Jenny /

“In the early 1980’s a beautiful charismatic Somali girl met a hard working British/South African man travelling and working around East and Southern Africa.
By 1994 I had arrived into the world.
Due to my father’s work commitments, they had chosen to raise myself and my sibling in Malawi. The city of Lilongwe is filled with vibrant people and culture, my childhood was filled with nothing but wonderful adventures because of this.
I pretty much knew from the get go that I was somewhat different. The word ‘gay’ to me was completely unknown, totally alien. My first experience of this word came from hearing various stories about how disgusting and criminal gays were to society. At the time, homosexual acts were illegal.
Witnessing a man taunted and beaten in the street validated the fact that in no way would I ever express my sexuality in this country, the thought was completely terrifying.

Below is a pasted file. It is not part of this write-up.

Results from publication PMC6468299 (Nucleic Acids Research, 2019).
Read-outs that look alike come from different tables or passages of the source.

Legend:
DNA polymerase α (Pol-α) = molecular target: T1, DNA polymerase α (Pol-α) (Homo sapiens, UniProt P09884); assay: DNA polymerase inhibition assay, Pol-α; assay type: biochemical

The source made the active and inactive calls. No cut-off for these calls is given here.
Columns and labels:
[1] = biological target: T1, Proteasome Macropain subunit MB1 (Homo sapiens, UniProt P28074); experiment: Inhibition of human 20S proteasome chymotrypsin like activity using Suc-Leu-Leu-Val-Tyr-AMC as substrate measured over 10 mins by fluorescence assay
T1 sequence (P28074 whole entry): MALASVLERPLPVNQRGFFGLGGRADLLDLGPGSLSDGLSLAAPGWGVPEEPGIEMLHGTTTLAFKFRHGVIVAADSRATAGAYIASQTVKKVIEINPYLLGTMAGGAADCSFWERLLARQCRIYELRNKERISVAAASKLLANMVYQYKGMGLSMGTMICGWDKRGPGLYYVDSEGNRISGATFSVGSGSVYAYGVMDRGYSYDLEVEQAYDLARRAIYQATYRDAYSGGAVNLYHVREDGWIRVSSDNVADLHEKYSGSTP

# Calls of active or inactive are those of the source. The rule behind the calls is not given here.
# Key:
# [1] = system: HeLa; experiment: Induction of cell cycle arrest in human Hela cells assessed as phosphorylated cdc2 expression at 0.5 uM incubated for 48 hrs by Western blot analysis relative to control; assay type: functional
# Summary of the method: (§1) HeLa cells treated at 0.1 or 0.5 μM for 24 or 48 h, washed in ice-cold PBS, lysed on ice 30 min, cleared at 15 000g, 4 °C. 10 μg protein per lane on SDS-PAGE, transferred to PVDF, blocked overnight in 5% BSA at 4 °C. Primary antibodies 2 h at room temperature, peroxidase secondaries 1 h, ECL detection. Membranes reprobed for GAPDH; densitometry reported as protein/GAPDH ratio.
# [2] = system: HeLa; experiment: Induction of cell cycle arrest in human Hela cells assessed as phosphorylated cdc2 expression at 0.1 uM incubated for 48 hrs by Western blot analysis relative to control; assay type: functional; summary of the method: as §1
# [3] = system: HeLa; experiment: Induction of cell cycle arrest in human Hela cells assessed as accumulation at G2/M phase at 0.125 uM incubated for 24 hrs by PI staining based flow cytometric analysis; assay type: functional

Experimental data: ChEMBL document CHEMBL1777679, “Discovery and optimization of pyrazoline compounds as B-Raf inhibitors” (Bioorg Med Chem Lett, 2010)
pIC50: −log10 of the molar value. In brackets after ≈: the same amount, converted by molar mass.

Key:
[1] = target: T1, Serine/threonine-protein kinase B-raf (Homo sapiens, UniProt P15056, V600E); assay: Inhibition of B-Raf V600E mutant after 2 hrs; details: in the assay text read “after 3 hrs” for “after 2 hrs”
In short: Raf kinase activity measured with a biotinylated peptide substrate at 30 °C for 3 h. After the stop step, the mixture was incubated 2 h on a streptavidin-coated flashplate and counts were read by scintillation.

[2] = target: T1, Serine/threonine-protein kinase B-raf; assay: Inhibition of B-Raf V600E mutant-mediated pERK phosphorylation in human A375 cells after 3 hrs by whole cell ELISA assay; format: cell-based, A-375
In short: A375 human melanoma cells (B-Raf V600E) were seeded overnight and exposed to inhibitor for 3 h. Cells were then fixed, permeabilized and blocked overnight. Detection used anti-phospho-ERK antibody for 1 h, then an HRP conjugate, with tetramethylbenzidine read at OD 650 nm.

-When my parents decided that that we would be making the permanent move to England, my life completely changed.
As beautiful as Malawi is, I knew how toxic it was to those in the lgbtqi+ community, and how much slower progression would be there.
Eventually (after years of staying closeted at school) I came out at the age of 19. Although met with a lot of questioning from my father and disownment from extended family, I was completely and utterly happy.
I spent a lot of that year dealing with depression and the the anxiety that consumed my mind. I eventually went travelling,  and for the first time, I was proud to be a gay woman of colour.
As cheesy and cliché as what I’m about to say is- I think it’s important for anyone and everyone in the lgbtqi+ community to just keep going. Please don’t give up. Be absolutely proud of the human you are and learn to love every sense of your being.
Realising who I am and accepting this was the biggest achievement in my life so far. Being able to fall in complete and utter mutual compatible weirdness with a woman and walk through the streets of Brighton holding her hand is simply beautiful. I often think about those that do not have this privilege.”

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